rfalconcam - Imprints


The Journal of Rfalconcam

Archive for May, 2007

First Hatch of 2007!

Monday, May 7th, 2007

1st Hatch 2007 Full

Everyone who guessed that Mariah’s first egg would hatch on May 7, give yourselves a nice pat on the back!

It looks like the egg hatched around 7:15 this morning. In the picture above, you can see the broken egg shell, neatly opened by the eyas as it pipped its way out of the shell.

1st Hatch of 2007

Now’s probably a good time to talk about the new eyases. Falcon hatchlings are semi-altricial. This means that for the most part, they’re unable to fend for themselves. Hatchlings don’t have enough feathers to maintain their body temperature. This ability, called thermoregulation, is very important, becuase without it, the eyases will freeze in the cold night air, and they may overheat during the day if the temperature outside gets too hot. So Mariah and Kaver will need to keep the hatchlings covered for the first seven to ten days, to protect them from the cold and the heat. That’s the reason we haven’t gotten a good look at the new falcon chick yet.

During the first days of their lives they’ll grow a thick coat of light downy feathers. After a week or so they’ll be able to regulate their body temperature well enough that the adults will be able to leave them uncovered. For now though, the new eyases will stay covered most of the time, so you’ll have to watch carefully to catch a glimpse of them!

When you do see them, their eyes will probably be closed for the first couple of days. Unlike their parents, their bills and feet range in color from light gray to light pink. They’ll get their yellow feet from their meaty diet, but that will take several weeks. They’re not strong enough to stand on their legs yet either, so they move by crawling.

In my recent article on hatching I mentioned that all the eggs should hatch within a couple of days of each other. It’s possible more will hatch today, but they should certainly all hatch within the next day or two, so keep watching! In an upcoming article we’ll talk more about feeding and some of the other behaviors you’ll see as the eyases grow.


Eyas #1

In this picture from 10:20 this morning you can see the eyas poking out from beneath Mariah’s wing. It’s looking toward the left wall, and its closed eyes and pink bill are visible along with the fine white feathers.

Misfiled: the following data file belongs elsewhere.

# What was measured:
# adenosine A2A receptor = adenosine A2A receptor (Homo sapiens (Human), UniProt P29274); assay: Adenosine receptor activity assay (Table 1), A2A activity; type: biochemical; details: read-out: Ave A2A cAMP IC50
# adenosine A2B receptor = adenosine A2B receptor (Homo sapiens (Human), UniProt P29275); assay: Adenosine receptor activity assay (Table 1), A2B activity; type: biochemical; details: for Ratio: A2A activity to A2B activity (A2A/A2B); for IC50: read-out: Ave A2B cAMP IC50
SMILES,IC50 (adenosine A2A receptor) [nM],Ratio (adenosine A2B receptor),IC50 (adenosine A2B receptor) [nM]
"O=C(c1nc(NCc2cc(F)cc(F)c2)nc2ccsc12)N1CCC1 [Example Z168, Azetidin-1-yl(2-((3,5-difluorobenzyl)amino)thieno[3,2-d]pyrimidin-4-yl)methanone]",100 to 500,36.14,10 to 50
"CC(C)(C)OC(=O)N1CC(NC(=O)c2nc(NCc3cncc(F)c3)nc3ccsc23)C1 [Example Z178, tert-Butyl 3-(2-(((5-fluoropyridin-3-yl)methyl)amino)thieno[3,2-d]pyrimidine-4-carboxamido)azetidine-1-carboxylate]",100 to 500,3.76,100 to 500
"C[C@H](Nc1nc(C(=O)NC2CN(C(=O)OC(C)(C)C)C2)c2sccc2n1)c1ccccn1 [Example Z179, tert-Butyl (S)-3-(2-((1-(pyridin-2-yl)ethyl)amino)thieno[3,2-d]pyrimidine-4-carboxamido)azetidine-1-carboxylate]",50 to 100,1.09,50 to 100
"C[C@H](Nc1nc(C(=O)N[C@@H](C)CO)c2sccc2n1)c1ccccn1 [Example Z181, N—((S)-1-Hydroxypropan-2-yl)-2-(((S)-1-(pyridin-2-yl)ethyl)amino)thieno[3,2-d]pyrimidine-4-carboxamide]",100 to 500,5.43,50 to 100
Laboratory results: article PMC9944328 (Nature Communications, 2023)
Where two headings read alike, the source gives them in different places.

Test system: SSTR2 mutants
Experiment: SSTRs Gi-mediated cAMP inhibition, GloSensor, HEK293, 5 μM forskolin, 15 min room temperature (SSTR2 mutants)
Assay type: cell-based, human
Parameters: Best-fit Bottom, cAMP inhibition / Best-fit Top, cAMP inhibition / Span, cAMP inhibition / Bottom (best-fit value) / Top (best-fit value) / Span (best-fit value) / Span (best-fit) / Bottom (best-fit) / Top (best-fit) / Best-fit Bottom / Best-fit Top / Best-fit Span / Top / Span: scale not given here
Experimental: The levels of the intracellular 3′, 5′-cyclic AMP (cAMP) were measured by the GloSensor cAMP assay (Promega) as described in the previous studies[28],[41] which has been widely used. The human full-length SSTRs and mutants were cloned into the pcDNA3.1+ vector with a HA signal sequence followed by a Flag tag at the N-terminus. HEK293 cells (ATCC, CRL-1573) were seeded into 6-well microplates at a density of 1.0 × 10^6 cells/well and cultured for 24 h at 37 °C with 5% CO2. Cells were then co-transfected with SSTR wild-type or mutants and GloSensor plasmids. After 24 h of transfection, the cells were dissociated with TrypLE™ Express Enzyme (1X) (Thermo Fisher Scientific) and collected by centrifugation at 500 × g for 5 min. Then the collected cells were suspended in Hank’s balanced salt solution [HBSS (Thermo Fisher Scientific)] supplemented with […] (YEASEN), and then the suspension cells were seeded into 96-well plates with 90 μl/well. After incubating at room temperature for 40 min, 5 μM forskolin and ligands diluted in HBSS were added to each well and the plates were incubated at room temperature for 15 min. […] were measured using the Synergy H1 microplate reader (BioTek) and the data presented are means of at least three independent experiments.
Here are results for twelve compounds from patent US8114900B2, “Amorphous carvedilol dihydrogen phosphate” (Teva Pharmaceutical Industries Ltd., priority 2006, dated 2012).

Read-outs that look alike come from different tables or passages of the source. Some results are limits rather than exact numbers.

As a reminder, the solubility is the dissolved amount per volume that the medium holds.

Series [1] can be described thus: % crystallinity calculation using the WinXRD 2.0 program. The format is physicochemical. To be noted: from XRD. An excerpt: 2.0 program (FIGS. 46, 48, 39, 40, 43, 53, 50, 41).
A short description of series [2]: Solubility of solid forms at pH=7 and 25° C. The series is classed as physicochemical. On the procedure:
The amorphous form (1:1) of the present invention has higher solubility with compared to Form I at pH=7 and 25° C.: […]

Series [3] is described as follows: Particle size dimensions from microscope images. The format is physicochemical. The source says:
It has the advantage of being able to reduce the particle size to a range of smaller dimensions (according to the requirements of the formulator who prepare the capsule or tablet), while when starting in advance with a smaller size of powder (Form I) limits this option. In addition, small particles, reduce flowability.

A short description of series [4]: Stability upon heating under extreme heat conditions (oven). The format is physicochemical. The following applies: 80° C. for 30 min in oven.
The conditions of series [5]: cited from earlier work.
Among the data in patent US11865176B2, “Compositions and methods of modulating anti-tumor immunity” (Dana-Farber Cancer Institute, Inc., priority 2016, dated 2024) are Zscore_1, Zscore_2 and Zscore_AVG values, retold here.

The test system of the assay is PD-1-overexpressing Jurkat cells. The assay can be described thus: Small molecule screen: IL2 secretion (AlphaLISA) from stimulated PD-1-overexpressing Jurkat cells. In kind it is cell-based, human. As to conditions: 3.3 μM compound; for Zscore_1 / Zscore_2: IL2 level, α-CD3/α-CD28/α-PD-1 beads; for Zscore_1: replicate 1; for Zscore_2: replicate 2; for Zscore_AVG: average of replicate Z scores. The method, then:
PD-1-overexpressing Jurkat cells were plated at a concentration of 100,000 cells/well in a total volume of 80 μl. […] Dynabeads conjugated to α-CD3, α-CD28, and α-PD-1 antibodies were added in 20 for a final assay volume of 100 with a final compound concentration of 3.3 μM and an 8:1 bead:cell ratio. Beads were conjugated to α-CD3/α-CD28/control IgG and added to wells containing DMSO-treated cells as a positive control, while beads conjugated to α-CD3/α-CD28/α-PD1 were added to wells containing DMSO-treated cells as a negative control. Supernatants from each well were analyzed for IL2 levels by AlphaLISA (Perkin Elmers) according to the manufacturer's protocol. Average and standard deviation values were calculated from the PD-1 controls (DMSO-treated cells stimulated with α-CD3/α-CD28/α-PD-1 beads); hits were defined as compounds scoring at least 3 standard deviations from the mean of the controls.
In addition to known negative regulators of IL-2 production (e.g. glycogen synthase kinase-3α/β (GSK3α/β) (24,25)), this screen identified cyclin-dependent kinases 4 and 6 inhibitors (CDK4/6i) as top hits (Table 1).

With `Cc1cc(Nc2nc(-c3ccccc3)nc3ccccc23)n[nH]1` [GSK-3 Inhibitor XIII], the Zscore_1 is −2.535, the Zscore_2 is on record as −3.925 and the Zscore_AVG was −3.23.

Falconcam Fans Strut their Stuff

Friday, May 4th, 2007

After a decade of presence on the Internet, it’s no surprise that Mariah and Kaver have attracted a lot of fans. Many of the Rochester falcons’s admirers are not only crafty, but they’re willing to share their enthusiasm with the rest of the world through their own websites. Today we thought we’d take time to recognize some of our fans’ efforts to spread the word about Mariah and Kaver.

Kodak has been Mariah and Kaver’s home as long as they’ve been in Rochester. Kodak’s blog, 1000 Words, offers daily stories and tips about using photography. This week they’re featuring a couple of articles about falcons. From Baerbel Winkler, an Information Technlogy Systems Analyst at Kodak’s facility in Stuttgart, Germany, comes this dispatch about a pair of Kestrels that have taken up residence at a nest box originally installed for Peregrines to nest in. Tom Hoehn managed the Kodak Birdcam program for a decade. His post today provides a photographic retrospective of the falcons at Kodak. Be sure to keep up with the excellent posts at http://1000words.kodak.com!

Web logs, or blogs as they’re more popularly known, are a great way to keep up with the Kodak falcons. Several local falcon watchers share their observations through personal blogs. Barbara lives in nearby Webster, New York. She writes a blog about Mariah and Kaver with lots of good information and pictures from the Rochester Falconcam, as well as her own video clips, and links to many related websites. Lord Garavin’s Bird Blog is filled with reports of the falcons’ activity outside of the nest box. Check out this recent post about Mariah and Kaver’s mating activity, and browse the blog’s archives from June and July to see past years’ fledglings in action.

The Rochester Falconcam enjoys a worldwide following. In 2001, Kodak added a discussion board to the Birdcam website, allowing those fans to interact for the first time. It wasn’t long before many of these Peregrine afficianados decided to keep in touch year-round, and the Kfalconcam group at Yahoo was born in 2002. Guests can browse the messages posted by falcon fans from around the world, and if you want to get in on the conversation, becoming a member is easy! The Cleveland Museum of Natural History has a website dedicated to their very own Peregrine pair. Their discussion board is very active, and it has a section devoted to the Rochester falcons.

Among fan websites, one distinguishes itself for its sheer ingenuity. Responding to requests from falcon fans to be able to view past pictures from the cameras monitoring Mariah and Kaver’s nest box, a long-time falcon fan with the unusual name Shaky put his technical expertise to work and produced a one-of-a-kind website. Shaky’s Falconcam Archive Viewer allows visitors to review pictures from any of the Falconcam’s cameras with a few simple mouse clicks. He’s got a humorous streak, too. Check out his Shakypix for a lighthearted look at our favorite falcons!

As you can see, our fans are a creative lot, and we hope you’ll take the time to explore their websites. Want to join the fun? If you have a website or blog featuring Mariah and Kaver let us know! We’ll add it, along with all of the websites we’ve featured here, to our Fans of the Falconcam page.


Sponsored By

Times Square
powered by Shakymon